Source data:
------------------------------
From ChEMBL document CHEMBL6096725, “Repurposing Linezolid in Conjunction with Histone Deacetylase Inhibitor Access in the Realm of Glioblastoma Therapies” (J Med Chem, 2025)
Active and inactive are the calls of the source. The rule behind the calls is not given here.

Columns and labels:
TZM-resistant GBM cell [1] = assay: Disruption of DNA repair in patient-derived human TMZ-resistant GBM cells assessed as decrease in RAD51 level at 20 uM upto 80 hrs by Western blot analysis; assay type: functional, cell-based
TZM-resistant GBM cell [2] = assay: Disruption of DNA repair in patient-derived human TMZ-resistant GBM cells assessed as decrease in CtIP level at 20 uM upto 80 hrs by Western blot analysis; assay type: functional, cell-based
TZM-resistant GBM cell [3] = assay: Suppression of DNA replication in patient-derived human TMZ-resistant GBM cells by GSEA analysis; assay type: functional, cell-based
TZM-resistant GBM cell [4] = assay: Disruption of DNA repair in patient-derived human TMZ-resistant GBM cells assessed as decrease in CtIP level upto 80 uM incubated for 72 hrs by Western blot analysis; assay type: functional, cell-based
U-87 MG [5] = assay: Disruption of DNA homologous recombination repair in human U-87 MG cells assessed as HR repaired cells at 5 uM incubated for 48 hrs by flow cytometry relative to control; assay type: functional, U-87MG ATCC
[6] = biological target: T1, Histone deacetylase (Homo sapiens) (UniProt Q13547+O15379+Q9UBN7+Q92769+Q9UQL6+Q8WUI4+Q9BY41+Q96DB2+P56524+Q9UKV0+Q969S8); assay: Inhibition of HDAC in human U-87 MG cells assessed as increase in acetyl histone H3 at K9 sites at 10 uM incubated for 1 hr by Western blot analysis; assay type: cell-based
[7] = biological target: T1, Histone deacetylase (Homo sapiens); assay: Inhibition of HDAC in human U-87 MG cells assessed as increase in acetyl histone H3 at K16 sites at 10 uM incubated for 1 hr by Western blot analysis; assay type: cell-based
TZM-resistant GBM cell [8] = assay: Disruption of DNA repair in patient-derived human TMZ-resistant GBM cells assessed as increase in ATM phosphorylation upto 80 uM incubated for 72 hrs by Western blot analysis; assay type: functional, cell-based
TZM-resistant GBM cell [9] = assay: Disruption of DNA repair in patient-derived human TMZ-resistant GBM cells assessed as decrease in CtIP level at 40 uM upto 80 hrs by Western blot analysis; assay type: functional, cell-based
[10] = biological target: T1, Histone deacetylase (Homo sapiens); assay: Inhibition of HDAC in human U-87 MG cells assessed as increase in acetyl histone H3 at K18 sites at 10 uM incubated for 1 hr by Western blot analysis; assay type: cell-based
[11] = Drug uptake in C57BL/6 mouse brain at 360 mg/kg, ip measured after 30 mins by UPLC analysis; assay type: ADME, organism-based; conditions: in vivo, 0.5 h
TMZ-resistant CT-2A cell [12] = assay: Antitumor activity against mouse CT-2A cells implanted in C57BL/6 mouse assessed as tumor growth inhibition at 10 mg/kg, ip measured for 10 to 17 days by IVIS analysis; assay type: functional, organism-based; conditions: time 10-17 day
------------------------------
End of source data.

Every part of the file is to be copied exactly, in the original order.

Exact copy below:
From ChEMBL document CHEMBL6096725, “Repurposing Linezolid in Conjunction with Histone Deacetylase Inhibitor Access in the Realm of Glioblastoma Therapies” (J Med Chem, 2025)
Active and inactive are the calls of the source. The rule behind the calls is not given here.

Columns and labels:
TZM-resistant GBM cell [1] = assay: Disruption of DNA repair in patient-derived human TMZ-resistant GBM cells assessed as decrease in RAD51 level at 20 uM upto 80 hrs by Western blot analysis; assay type: functional, cell-based
TZM-resistant GBM cell [2] = assay: Disruption of DNA repair in patient-derived human TMZ-resistant GBM cells assessed as decrease in CtIP level at 20 uM upto 80 hrs by Western blot analysis; assay type: functional, cell-based
TZM-resistant GBM cell [3] = assay: Suppression of DNA replication in patient-derived human TMZ-resistant GBM cells by GSEA analysis; assay type: functional, cell-based
TZM-resistant GBM cell [4] = assay: Disruption of DNA repair in patient-derived human TMZ-resistant GBM cells assessed as decrease in CtIP level upto 80 uM incubated for 72 hrs by Western blot analysis; assay type: functional, cell-based
U-87 MG [5] = assay: Disruption of DNA homologous recombination repair in human U-87 MG cells assessed as HR repaired cells at 5 uM incubated for 48 hrs by flow cytometry relative to control; assay type: functional, U-87MG ATCC
[6] = biological target: T1, Histone deacetylase (Homo sapiens) (UniProt Q13547+O15379+Q9UBN7+Q92769+Q9UQL6+Q8WUI4+Q9BY41+Q96DB2+P56524+Q9UKV0+Q969S8); assay: Inhibition of HDAC in human U-87 MG cells assessed as increase in acetyl histone H3 at K9 sites at 10 uM incubated for 1 hr by Western blot analysis; assay type: cell-based
[7] = biological target: T1, Histone deacetylase (Homo sapiens); assay: Inhibition of HDAC in human U-87 MG cells assessed as increase in acetyl histone H3 at K16 sites at 10 uM incubated for 1 hr by Western blot analysis; assay type: cell-based
TZM-resistant GBM cell [8] = assay: Disruption of DNA repair in patient-derived human TMZ-resistant GBM cells assessed as increase in ATM phosphorylation upto 80 uM incubated for 72 hrs by Western blot analysis; assay type: functional, cell-based
TZM-resistant GBM cell [9] = assay: Disruption of DNA repair in patient-derived human TMZ-resistant GBM cells assessed as decrease in CtIP level at 40 uM upto 80 hrs by Western blot analysis; assay type: functional, cell-based
[10] = biological target: T1, Histone deacetylase (Homo sapiens); assay: Inhibition of HDAC in human U-87 MG cells assessed as increase in acetyl histone H3 at K18 sites at 10 uM incubated for 1 hr by Western blot analysis; assay type: cell-based
[11] = Drug uptake in C57BL/6 mouse brain at 360 mg/kg, ip measured after 30 mins by UPLC analysis; assay type: ADME, organism-based; conditions: in vivo, 0.5 h
TMZ-resistant CT-2A cell [12] = assay: Antitumor activity against mouse CT-2A cells implanted in C57BL/6 mouse assessed as tumor growth inhibition at 10 mg/kg, ip measured for 10 to 17 days by IVIS analysis; assay type: functional, organism-based; conditions: time 10-17 day